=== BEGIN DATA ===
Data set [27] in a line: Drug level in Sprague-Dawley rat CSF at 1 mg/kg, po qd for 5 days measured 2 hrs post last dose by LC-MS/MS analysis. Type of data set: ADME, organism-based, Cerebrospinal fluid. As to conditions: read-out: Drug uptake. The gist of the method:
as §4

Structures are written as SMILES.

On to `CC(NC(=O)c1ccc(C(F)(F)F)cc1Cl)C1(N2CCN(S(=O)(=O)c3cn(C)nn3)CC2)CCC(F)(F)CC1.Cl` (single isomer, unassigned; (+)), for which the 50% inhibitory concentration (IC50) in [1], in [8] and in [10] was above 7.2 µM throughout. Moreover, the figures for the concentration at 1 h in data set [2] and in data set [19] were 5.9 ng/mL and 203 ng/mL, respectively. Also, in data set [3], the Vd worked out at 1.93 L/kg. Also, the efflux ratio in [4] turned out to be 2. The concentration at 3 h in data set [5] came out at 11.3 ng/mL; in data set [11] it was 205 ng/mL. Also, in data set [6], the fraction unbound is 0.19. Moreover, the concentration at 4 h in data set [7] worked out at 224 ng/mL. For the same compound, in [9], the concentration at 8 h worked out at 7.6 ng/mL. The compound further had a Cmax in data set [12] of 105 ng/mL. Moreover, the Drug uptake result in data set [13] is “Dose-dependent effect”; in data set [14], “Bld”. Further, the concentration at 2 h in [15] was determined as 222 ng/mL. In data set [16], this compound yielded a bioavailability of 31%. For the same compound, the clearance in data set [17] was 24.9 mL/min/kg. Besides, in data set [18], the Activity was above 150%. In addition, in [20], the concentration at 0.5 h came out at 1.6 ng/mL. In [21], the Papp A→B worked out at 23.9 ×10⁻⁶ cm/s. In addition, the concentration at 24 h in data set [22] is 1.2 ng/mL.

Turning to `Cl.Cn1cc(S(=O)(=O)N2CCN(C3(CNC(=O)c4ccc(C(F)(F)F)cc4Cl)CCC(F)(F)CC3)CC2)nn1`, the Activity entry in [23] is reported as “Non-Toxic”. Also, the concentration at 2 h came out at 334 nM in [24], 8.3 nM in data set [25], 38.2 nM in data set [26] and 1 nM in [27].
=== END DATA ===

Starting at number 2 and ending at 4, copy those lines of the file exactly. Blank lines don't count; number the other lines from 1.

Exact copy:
as §4

Structures are written as SMILES.

On to `CC(NC(=O)c1ccc(C(F)(F)F)cc1Cl)C1(N2CCN(S(=O)(=O)c3cn(C)nn3)CC2)CCC(F)(F)CC1.Cl` (single isomer, unassigned; (+)), for which the 50% inhibitory concentration (IC50) in [1], in [8] and in [10] was above 7.2 µM throughout. Moreover, the figures for the concentration at 1 h in data set [2] and in data set [19] were 5.9 ng/mL and 203 ng/mL, respectively. Also, in data set [3], the Vd worked out at 1.93 L/kg. Also, the efflux ratio in [4] turned out to be 2. The concentration at 3 h in data set [5] came out at 11.3 ng/mL; in data set [11] it was 205 ng/mL. Also, in data set [6], the fraction unbound is 0.19. Moreover, the concentration at 4 h in data set [7] worked out at 224 ng/mL. For the same compound, in [9], the concentration at 8 h worked out at 7.6 ng/mL. The compound further had a Cmax in data set [12] of 105 ng/mL. Moreover, the Drug uptake result in data set [13] is “Dose-dependent effect”; in data set [14], “Bld”. Further, the concentration at 2 h in [15] was determined as 222 ng/mL. In data set [16], this compound yielded a bioavailability of 31%. For the same compound, the clearance in data set [17] was 24.9 mL/min/kg. Besides, in data set [18], the Activity was above 150%. In addition, in [20], the concentration at 0.5 h came out at 1.6 ng/mL. In [21], the Papp A→B worked out at 23.9 ×10⁻⁶ cm/s. In addition, the concentration at 24 h in data set [22] is 1.2 ng/mL.